• LR >1
    • The test result identifies patients w/ the disorder at a faster rate; likelihood goes 
  • LR <1
    • The test result identifies patients w/ the disorder at a slower rate; likelihood goes 
slide78

LR of 3 means:

The result is 3 times more likely to occur in a patient w/ the target disease than in a patient without.

In general, the LR for a test result is the percentage of “disease +” patients identified by that result divided by the percentage of “disease –” patients so identified.

slide79

(a/X)

(b/Y)

a/X

b/Y

(c/X)

(d/Y)

c/X

d/Y

What rate are Dis + patients identified by Result A?

What rate are Dis - patients identified by Result A?

What is the LR for Result A?

slide80

X = A + C

Y = B + D

At what rate are Dis + patients identified by a “+ test” ?

A/X

At what rate are Dis – patients identified by a “+ test”?

B/Y

What is the LR for a “positive” test result?

(A/X) ÷ (B/Y)

positive likelihood ratio lr
Positive Likelihood Ratio (LR +)

LR + = sensitivity/(1 – specificity)

= True pos rate/False pos rate

slide82

X = A + C

Y = B + D

At what rate are Dis + patients identified by a “- test” ?

C/X

At what rate are Dis – patients identified by a “- test”?

D/Y

What is the LR for a “negative” test result?

(C/X) ÷ (D/Y)

negative likelihood ratio lr
Negative Likelihood Ratio (LR-)

LR - = (1 – sensitivity)/specificity

= False neg rate/True neg rate

why do we care about lr
Why Do We Care About LR?

Allow us to think about pre-test and post-test probabilities so that we can personalize the test to our patients

test treatment thresholds in the diagnostic process
Test & Treatment Thresholds in the Diagnostic Process

Test

threshold

Treatment threshold

0%

100%

Testing completed; treatment starts

No test needed

Furthertesting needed

step 1 pre test probability
Step 1: Pre-test Probability
  • Prevalence

The number of events (instances of a given disease or other condition) in a given population at a designated time.

It is not a rate.

It is used as pre-test probability

It is the number of “disease +” patients to the “total”

pre test probability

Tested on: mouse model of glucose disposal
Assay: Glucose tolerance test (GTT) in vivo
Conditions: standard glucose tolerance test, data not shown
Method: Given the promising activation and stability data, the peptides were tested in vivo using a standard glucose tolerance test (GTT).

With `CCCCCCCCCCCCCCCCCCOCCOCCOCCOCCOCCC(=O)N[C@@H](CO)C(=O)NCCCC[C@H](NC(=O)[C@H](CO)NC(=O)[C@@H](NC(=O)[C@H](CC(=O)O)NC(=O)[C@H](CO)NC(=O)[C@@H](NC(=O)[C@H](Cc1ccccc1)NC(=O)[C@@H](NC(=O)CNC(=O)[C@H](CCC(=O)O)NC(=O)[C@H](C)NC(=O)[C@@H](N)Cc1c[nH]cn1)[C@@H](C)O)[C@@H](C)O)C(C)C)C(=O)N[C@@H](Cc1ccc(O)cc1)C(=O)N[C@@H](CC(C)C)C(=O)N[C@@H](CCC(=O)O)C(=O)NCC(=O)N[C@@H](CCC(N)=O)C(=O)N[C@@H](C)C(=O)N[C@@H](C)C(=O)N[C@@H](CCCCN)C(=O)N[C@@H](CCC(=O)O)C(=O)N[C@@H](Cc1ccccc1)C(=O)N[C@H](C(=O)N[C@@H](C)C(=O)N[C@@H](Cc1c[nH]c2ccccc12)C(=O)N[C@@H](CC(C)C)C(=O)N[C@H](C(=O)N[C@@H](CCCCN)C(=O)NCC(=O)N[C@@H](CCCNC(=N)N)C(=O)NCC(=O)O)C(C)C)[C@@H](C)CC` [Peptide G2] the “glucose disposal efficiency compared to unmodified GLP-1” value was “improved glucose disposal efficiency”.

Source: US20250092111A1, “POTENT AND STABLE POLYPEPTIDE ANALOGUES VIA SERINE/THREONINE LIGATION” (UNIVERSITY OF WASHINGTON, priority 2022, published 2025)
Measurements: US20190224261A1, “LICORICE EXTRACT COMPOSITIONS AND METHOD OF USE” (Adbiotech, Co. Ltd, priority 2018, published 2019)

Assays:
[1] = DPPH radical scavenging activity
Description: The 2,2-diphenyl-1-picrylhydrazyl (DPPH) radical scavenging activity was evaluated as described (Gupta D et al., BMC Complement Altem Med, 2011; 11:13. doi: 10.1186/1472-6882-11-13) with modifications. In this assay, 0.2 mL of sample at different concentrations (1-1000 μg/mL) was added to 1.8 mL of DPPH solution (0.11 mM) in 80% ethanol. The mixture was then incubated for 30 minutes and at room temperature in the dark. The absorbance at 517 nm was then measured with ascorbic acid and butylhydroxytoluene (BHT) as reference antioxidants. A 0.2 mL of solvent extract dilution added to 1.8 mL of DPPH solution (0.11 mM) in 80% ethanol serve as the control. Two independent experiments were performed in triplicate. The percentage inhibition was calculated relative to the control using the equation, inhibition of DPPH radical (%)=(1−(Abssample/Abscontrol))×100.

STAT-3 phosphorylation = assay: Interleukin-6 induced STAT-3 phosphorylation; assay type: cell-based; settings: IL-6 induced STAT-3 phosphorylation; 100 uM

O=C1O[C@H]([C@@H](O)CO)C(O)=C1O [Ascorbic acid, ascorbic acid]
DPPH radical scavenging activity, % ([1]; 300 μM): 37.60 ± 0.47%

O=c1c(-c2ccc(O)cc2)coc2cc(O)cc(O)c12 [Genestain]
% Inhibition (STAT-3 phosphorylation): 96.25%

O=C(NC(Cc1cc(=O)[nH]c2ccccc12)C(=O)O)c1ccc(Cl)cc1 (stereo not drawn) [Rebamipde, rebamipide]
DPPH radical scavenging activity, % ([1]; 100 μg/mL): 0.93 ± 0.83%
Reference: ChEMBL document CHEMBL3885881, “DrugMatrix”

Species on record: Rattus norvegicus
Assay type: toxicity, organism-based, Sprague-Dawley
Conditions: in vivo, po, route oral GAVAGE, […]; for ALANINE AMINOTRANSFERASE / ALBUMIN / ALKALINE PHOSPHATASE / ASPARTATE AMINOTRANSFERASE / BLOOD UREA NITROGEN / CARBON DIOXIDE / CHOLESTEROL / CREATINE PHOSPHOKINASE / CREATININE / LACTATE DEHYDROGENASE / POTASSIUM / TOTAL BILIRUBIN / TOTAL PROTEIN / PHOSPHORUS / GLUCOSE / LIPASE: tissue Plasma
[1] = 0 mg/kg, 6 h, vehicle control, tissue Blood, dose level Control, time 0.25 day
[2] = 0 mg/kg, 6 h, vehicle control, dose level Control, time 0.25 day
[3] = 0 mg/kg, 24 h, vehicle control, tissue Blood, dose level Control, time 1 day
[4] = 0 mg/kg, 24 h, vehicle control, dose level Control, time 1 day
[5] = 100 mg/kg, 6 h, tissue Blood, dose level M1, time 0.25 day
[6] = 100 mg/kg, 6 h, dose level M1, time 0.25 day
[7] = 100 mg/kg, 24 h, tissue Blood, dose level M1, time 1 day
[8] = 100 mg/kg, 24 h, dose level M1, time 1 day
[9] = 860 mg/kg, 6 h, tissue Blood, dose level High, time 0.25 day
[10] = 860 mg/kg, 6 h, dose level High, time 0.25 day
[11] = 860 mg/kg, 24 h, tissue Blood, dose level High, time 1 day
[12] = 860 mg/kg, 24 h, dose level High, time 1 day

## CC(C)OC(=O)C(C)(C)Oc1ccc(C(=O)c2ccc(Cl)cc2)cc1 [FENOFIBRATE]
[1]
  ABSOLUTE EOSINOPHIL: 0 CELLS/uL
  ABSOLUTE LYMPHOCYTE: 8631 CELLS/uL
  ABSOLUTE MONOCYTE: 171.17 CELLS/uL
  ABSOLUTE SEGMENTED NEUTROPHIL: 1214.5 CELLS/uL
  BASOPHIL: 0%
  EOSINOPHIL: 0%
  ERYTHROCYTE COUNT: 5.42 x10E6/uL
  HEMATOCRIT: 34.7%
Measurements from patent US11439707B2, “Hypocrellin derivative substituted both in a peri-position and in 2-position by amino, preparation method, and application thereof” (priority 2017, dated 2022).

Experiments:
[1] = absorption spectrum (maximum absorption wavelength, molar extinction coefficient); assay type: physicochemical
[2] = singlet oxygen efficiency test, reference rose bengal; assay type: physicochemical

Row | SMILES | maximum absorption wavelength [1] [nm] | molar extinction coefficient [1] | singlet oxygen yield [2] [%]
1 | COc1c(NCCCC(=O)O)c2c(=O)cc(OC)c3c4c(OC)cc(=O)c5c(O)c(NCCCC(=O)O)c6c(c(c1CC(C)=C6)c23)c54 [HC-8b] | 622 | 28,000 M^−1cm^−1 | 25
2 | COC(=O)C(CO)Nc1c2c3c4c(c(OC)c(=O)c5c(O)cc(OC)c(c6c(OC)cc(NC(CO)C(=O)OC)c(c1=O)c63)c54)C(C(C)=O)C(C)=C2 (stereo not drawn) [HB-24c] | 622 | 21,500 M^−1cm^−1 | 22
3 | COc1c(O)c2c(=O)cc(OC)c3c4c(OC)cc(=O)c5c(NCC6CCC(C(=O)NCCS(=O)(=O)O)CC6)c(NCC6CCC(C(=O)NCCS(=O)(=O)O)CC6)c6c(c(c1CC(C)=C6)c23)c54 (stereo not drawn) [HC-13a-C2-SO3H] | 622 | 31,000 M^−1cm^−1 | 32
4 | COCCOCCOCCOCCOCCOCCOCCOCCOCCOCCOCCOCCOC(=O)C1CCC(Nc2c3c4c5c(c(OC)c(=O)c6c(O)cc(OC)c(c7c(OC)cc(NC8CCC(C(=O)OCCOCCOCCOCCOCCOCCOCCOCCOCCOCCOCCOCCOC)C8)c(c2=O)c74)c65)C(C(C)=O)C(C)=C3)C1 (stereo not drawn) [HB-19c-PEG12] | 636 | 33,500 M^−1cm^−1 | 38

Pre-test Probability

5 sources to determine this:

  • Clinical experience
  • Regional or national prevalence statistics
  • Practice databases
  • Original report on accuracy of the test
  • Studies that calculate pre-test probability
step 3 calculate lr
Step 3: Calculate LR
  • Pretest probability is 30%
  • LR+ = ?

Amir, 1994

Rapid Strep

LR + = TP rate/FP rate = (65/75)  (18/90) = 4.35

LR - = FN rate/TN rate = (10/75)  (72/90) = 0.16

slide90

Fagan Nomogram

Pre-test probability on the left hand column

LR in the middle

Post-test probability on the right hand column

translation
Translation
  • You see a 4 yo child who comes in c/o sorethroat, no other complaints
  • Your pre-test probability is that she has a 30% chance of having strep throat
  • You wonder how good is rapid strep
  • You look up an article (Amir, 1994) and find its sensitivity (86.5%) and specificity (80%)
translation92
Translation
  • Your patient rapid strep is positive
  • You calculated the LR + to be 4.35
  • You determined the post-test probability to be 66%
  • Is that enough of a threshold for you to treat or would you rather do more test?
slide93

Test & Treatment Thresholds in the Diagnostic Process

Test

threshold

Treatment threshold

0%

100%

Testing completed; treatment starts

No test needed

Furthertesting needed

a different article showed
A Different Article Showed…
  • What if the LR+ is 12?
  • What is the post-test probability?
diagnostic summary
“Diagnostic” Summary…
  • Use the 2 x 2 table to determine likelihood ratio (LR)
    • LR + = True pos rate/False pos rate
    • LR - = False neg rate/True neg rate
  • Use Fagan Nomogram
slide97

Outline

  • Why is EBM important?
  • What is EBM
  • Understand foreground vs. background questions
  • Formulate PICO questions
  • Find resources, do searches
  • Validity of an article
  • Appraise “Therapy” articles
  • Appraise “Diagnostic” articles
slide98

Knowledge is of two kinds; we know

a subject ourselves; or we know

where we can find information upon it.

- Samuel Johnson